We will gather at Recovery Café from 5:30 to 7:00 pm, the first Sunday of every month beginning, December 4, 2016.
Our time together will include silent mediation/prayer, a brief reflection on a sacred text followed by a question to discuss around tables over coffee/tea/snacks. I believe new calls to action will emerge from our being together with loving intention.
Please join us if this feels like good news to you. Please invite others for whom this might be a next step toward healing the divides in our nation.
By Bill Malcomson
In my previous blog I spoke of living now in the kingdom of God. In this blog I will talk about the liberating experience of oneness as it applies to our living with our fellow beings, and, indeed, all being. In my next blog I will talk about the liberating experience of oneness with the One.
First Peoples, indigenous people, experience a great sense of oneness with all that lives and with all who have lived before them. They also believe that this oneness survives death. They sense a oneness with the earth, with animal life, with plants, with ancestors, with sun and moon, and so on. This experience of oneness with all that is goes against the idea that we are to dominate others, dominate other forms of life. Domination leads to ecological disaster. Domination leads to the classifying of some forms of life as of less importance than others. It leads to tribalism, to the separating of people into groups of various worth. The liberating experience of oneness is anti-dominance. As the apostle Paul said, nothing can separate us from the love of God in Christ Jesus our Lord (I would say nothing can separate us from oneness in Spirit), not life, nor death, nor things present nor things to come, nor principalities or powers.
"Life is fragile, Handle it with care" was on a poster that used to hang in an office I occupied. We are to interact with all of life with great care. The liberating power of oneness involves identifying with all persons. Walking in another's shoes. Not "there but for the grace of God go I," but "there go I." Jesus identified with all kinds of people. With poor folks, with Pharisees, with women, with children, with those oppressed by powers, with enemies and friends. He ate and drank with people with whom he was not supposed to according to the customs of his religion. He asked his followers to live such a liberated life, but it was hard for them to do so until after his death and they sensed his compassionate spirit within them. Why care about people who appear to be different from us? Because they are us and we are them. We share a common humanity. We walk in each other's shoes, because they are also our shoes. We are the oppressed and the oppressor.
People who have served in combat in the military will often speak of a "band of brothers" (which now includes sisters as well). When they are in danger, in combat, in a continual life-threatening existence, they carry out their mission, not so much because of their commitment to the government's purpose in putting them there, but because they feel at one with their brothers and sisters who are facing the same threats. They feel their oneness, their desire to save each other, no matter what. Often, when they return home, they wish they could feel that oneness in ordinary life. And they can, but not always with the urgency that occurs in a life-threatening situation.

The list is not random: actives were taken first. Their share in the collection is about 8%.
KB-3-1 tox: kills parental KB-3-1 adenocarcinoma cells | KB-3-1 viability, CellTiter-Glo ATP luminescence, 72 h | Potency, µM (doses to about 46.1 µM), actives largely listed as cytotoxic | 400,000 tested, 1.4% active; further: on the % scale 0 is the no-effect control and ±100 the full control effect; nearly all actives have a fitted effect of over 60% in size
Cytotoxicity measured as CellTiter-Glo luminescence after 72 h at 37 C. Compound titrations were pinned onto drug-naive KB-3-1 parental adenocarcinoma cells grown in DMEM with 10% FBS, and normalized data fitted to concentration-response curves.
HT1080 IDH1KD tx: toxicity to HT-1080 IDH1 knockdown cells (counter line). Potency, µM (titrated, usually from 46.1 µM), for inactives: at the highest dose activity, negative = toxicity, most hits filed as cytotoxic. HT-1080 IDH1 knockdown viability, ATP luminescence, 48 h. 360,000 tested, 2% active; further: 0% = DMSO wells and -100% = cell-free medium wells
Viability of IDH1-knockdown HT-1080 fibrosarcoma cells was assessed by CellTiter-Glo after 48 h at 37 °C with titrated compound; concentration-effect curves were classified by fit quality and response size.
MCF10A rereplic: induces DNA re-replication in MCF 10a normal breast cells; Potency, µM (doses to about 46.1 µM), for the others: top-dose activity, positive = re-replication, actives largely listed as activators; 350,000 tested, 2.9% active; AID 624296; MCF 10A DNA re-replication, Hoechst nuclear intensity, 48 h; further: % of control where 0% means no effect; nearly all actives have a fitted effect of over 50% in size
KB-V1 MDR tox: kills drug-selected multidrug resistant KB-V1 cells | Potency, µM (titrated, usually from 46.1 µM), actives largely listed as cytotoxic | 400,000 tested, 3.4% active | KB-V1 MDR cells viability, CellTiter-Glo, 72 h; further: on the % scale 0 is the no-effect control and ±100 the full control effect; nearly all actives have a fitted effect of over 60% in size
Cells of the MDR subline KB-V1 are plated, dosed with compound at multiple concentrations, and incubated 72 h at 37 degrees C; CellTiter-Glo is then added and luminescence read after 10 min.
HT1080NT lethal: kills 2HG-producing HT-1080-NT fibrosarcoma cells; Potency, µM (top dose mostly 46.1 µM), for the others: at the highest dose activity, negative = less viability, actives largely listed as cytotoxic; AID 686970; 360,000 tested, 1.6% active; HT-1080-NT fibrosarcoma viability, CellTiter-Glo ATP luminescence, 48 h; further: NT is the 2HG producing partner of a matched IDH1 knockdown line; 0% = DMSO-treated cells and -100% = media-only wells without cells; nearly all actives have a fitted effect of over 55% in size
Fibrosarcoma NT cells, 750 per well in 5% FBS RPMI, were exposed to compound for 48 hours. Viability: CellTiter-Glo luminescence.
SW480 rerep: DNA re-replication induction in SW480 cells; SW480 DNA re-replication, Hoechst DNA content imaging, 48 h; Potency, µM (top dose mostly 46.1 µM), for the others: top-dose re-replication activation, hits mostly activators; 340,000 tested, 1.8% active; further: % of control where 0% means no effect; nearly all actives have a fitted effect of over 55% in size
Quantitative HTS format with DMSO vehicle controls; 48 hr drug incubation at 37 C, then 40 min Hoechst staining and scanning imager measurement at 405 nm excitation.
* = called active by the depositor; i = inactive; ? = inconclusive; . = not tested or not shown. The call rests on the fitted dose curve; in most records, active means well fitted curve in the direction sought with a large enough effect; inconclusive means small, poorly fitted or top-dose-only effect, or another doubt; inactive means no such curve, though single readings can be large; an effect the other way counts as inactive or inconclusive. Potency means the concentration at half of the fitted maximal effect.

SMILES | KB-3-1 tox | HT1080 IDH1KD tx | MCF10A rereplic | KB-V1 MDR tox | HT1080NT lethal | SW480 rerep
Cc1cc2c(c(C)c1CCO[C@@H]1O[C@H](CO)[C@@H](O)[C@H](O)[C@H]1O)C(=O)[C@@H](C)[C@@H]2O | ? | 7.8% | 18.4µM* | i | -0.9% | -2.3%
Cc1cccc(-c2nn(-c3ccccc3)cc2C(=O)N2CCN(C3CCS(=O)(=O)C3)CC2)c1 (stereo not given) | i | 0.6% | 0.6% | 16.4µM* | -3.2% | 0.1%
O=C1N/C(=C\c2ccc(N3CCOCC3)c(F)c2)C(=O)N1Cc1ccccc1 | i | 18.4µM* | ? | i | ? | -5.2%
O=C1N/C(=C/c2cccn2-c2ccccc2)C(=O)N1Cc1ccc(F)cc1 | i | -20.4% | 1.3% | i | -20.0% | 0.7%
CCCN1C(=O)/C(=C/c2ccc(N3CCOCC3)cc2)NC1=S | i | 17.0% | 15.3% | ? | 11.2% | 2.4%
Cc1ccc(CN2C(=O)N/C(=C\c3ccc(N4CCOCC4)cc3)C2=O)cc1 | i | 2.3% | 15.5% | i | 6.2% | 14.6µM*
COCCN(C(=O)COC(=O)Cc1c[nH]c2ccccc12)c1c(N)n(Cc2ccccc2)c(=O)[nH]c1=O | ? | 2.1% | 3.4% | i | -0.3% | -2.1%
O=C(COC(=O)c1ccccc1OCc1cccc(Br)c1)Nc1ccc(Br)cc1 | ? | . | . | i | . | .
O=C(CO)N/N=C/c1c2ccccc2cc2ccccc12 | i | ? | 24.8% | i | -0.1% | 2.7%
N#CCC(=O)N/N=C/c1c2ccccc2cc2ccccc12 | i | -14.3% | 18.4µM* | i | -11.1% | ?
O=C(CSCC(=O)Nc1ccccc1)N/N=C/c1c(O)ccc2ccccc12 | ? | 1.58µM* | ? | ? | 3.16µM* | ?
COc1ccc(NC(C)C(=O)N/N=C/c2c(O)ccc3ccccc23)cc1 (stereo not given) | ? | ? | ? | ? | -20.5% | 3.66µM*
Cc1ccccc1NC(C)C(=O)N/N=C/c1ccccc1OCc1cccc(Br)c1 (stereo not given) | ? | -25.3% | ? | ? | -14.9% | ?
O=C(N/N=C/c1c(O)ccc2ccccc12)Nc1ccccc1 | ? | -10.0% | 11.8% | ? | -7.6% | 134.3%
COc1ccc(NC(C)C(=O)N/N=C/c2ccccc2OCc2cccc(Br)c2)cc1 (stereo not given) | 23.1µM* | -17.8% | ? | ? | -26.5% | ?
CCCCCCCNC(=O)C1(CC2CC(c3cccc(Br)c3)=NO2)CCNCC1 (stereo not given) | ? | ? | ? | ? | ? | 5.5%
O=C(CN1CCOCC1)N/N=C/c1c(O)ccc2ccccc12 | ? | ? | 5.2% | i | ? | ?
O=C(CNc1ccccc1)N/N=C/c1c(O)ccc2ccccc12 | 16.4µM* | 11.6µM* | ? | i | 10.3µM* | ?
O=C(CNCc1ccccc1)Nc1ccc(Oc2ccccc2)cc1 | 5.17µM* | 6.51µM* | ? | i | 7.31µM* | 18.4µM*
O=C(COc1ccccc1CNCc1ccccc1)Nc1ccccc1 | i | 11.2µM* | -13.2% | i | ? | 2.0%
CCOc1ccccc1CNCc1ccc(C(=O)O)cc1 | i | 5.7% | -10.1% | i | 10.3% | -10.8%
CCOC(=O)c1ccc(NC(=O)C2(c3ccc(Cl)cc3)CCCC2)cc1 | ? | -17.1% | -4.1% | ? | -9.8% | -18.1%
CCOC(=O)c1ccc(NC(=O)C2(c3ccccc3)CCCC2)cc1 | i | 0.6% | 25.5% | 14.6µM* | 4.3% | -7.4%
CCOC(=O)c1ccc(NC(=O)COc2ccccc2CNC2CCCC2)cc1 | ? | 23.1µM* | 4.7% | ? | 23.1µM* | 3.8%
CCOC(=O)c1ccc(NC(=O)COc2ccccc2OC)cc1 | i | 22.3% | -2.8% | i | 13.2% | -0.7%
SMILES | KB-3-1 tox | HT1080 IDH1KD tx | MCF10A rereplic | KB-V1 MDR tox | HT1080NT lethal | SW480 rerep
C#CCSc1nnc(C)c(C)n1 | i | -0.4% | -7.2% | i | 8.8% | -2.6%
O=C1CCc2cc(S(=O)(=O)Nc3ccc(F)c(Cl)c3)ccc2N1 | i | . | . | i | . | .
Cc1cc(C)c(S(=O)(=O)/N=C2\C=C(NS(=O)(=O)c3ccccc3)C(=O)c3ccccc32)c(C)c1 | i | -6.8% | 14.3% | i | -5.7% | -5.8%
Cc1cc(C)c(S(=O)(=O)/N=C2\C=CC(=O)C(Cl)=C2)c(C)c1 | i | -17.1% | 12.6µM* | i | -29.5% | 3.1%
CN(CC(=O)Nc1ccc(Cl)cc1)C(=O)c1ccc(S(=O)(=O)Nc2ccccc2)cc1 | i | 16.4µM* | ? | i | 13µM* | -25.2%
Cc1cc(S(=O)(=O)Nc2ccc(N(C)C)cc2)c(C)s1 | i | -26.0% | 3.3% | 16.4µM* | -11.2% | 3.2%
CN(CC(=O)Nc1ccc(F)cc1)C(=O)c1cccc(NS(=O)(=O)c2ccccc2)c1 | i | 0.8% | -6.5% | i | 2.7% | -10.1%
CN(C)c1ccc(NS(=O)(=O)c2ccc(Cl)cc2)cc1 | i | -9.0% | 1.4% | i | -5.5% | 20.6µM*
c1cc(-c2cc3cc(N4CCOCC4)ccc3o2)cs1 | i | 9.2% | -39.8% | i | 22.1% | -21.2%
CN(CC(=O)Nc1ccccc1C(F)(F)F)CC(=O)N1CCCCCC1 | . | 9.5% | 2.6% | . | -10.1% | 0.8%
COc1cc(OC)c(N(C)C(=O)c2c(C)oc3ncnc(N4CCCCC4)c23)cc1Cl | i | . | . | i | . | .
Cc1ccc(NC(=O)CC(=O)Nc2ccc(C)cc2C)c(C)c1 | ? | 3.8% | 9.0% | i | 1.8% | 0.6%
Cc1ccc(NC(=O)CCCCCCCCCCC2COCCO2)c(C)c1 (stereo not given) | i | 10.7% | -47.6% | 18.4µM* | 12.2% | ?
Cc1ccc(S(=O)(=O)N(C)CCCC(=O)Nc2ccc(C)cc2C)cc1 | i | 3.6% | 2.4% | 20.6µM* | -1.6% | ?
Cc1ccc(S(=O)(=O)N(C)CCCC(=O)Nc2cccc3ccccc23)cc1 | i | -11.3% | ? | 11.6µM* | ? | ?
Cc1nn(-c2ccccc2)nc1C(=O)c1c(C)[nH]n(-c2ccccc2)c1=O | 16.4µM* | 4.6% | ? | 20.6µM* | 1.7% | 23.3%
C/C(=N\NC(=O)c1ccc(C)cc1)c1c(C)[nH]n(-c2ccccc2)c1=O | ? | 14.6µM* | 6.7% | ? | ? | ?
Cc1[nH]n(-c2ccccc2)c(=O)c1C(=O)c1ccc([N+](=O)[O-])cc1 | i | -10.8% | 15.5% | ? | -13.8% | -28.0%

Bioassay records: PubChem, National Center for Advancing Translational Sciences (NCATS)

Many of us have been in religious communities where we hear or speak of concerns for the health of each other in the community. Why should you or I care if someone in the community whom we hardly know asks for prayer or concern? What binds us together? We are not related in a nuclear family, we are not on a committee together, we hardly know each other at all. But there is something in the nature of being in a community that tells us that we are one. That we are worth paying attention to. That recognition of need matters. It is not so much that God loves us and we SHOULD love each other, as that we identify with others in need as we are in need. We cannot make it alone.
When you eat in a restaurant, do you ask for the name of the server and then call that person by that name? Not in order to get better service, but to make a connection, to refuse to accept the category of server and served as the only valid way of dealing with each other.
When you speak to the clerk in the super market, do you look at their name tag and say their name? Do you ask how things are going with them?
When you are sitting in a doctor's office do you ever interact with the person in the chair next to you?
It is not only a matter of being friendly, it is a matter of identifying with other human beings. It is experiencing the liberating power of oneness. We are free! We are one!